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YROO: The Future of AI-Assisted Shopping
By Hessie Jones, Reporting for CogWorld from Toronto | April 5, 2018
Customer Centricity is the promise of AI. It seems to be the holy grail that continues to elude business. Marketing solutions and systems integrators are trying to build technology frameworks for Next Best Action that take real-time consumer context into consideration. They're still falling short. But what if the only way to truly get to the heart of understanding the customer is to amass a huge amount of data, from different perspectives, different data sets – with the intent to return results that intuitively match the consumer's expectations at the right time? That is exactly what YROO has set out to do.
I met with Nick Qi Zhu, CTO and Founder of YROO on a quiet street in the heart of Toronto. His small office and a 22-person team are located in the heart of Toronto's business district, but still surrounded by ethnically diverse eateries, and it's a stone's throw away from the famous St. Lawrence Market to the south. A young man of quiet composure greets me. But as we start talking I sense this undercurrent of passion that pervades our discussion as he tells his story.
Where it Began...
Nick Qi Zhu is a seasoned software engineer with 17 years of professional experience. He graduated with a Bachelor's degree in Economics from Shanghai University. He speaks of his father, an economics professor trained in traditional mathematics, and of his grandfather, an electrical engineer who introduced him to his world of radio components and circuitry at a very young age. Nick was interested in computers and remembers learning a language called Logo in first grade. While his degree is in Economics, Nick's interest emanated from consumer behavior and data.
Before founding Yroo.com, Nick cultivated his programming skills in the dot.com boom and became a software engineer. He later completed his Masters degree in Computer Science and began working as an independent software consultant. He later on joined ThoughtWorks as lead consultant for their Canadian practice. In the last 10 years, his passion and specialization focused on distributed computing, language design, machine learning and data mining.
Success in Contextual Relevance in Real Time...
At ThoughtWorks, Nick built ad-tracking software for an ad platform to track online ads and analyze, in real time, billions of signals from the network. In addition, he built software for a call centre software vendor, allowing them to optimize call-handling by aggregating social data, voice data and account information, analyzing voice tones for consumer sentiment and surfacing contextual relevance – in an effort to improve customer engagement at the call centre. These projects leveraged big data and machine learning (ML) to help business predict customer behavior and optimize the customer conversion point in the journey.
Enter YROO: Solving a Market Problem...
Optimizing consumer experience had easily translated into what was happening in online retail. As per Nick,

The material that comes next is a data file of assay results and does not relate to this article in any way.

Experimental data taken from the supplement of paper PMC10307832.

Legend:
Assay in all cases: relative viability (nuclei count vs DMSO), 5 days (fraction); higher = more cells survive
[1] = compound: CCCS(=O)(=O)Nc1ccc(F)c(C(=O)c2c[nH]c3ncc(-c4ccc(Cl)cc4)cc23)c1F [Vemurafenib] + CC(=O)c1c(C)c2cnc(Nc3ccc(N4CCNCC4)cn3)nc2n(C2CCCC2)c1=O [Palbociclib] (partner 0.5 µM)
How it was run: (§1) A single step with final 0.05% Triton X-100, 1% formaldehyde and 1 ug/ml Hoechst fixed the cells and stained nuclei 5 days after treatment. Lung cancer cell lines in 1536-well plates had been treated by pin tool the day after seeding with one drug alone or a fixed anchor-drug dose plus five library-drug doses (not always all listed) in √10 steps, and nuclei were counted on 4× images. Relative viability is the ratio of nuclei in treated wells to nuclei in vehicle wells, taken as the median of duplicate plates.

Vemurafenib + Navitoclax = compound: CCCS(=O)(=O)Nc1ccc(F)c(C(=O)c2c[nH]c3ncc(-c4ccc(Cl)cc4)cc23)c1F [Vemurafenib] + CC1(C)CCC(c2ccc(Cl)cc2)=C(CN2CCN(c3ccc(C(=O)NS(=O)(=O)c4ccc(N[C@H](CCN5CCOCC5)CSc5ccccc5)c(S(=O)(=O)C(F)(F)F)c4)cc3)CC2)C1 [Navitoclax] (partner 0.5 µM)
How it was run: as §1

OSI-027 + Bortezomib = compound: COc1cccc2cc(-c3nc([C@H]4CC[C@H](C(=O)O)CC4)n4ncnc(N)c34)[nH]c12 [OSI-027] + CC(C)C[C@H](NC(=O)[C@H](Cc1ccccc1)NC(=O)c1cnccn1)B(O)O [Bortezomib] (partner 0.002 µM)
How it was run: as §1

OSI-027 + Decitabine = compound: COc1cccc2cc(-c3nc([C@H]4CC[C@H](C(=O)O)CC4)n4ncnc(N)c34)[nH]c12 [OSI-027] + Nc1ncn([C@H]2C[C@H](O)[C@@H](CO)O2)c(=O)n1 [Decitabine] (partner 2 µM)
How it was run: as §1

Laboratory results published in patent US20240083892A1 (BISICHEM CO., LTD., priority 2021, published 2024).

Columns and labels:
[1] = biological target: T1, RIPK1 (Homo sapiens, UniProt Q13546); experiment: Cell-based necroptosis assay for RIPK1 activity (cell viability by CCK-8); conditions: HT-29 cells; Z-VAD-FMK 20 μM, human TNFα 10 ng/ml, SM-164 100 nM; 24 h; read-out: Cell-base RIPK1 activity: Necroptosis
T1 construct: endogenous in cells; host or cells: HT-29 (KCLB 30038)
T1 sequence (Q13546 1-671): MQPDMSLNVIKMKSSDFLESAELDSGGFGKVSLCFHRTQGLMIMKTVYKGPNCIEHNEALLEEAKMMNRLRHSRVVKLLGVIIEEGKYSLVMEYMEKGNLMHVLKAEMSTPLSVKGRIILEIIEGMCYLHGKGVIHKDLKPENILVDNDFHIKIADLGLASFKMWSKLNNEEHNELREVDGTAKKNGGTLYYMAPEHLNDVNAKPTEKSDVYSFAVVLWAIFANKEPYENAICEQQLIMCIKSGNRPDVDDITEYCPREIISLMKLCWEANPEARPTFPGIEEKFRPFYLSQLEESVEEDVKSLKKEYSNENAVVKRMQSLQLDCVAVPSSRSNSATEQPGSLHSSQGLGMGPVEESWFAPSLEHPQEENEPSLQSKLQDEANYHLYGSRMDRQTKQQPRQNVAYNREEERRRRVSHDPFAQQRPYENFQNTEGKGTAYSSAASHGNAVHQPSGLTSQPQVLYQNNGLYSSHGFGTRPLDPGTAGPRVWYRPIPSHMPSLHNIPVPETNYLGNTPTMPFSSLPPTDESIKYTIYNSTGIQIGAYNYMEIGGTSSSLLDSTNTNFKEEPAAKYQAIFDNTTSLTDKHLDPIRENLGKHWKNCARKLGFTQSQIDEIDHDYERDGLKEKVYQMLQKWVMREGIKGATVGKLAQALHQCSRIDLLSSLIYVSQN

“What has really changed in the last 20 years since e-commerce made its debut in the late 90's? The selection has increased, the logistics and speed of delivery and customer service have improved dramatically. But from an information point of view, what the consumer has received hasn't changed that much. While the retail and enterprise giants have amassed information about their customers, their products and their competitors, the consumer doesn't have the same advantages to information.”
There is an imbalance of information and the consumer continues to do all the work. They also don't have visibility to make a better buying decision. If a retailer promotes a product for 60% off, what does that mean? Is it discounted from the suggested retail price? And what if you received 60% off yesterday but today it's 40% off? That's a price increase of 20% from the day previous. From Nick's purview, research companies like MarketWatch have noted that the Suggested Retail Price (SRP) is bloated and hence untrustworthy. So what is the baseline?
Enterprise retail access to data has, overtime, allowed them to get better at selling the consumer the right product at the right moment. Their arsenal amasses customer demographic information, family composition, disposable income, interests, and online searches, etc.
Through further exploration, Nick and his team realized there was a huge amount of data retailers were providing, yet no one had systematically attempted to glean insights from them. Much of the data was very messy and it took several iterations to understand their value. For example: on Shopping.com, a customer is searching for a specific wireless speaker. This same speaker is also selling on 2 other sites. The images, title, text description may vary slightly across different sites, however through some visual and information comparison, a human can come to a conclusion, within a few minutes, those products are the same. What Nick surmised...
“If a human can reasonably conclude, through shopping comparisons, that a product is the same, then this is a "learnable problem" that can be applied to machines. In Machine Learning, this is defined as Entity Resolution: the ability to link entities (objects or things) together.”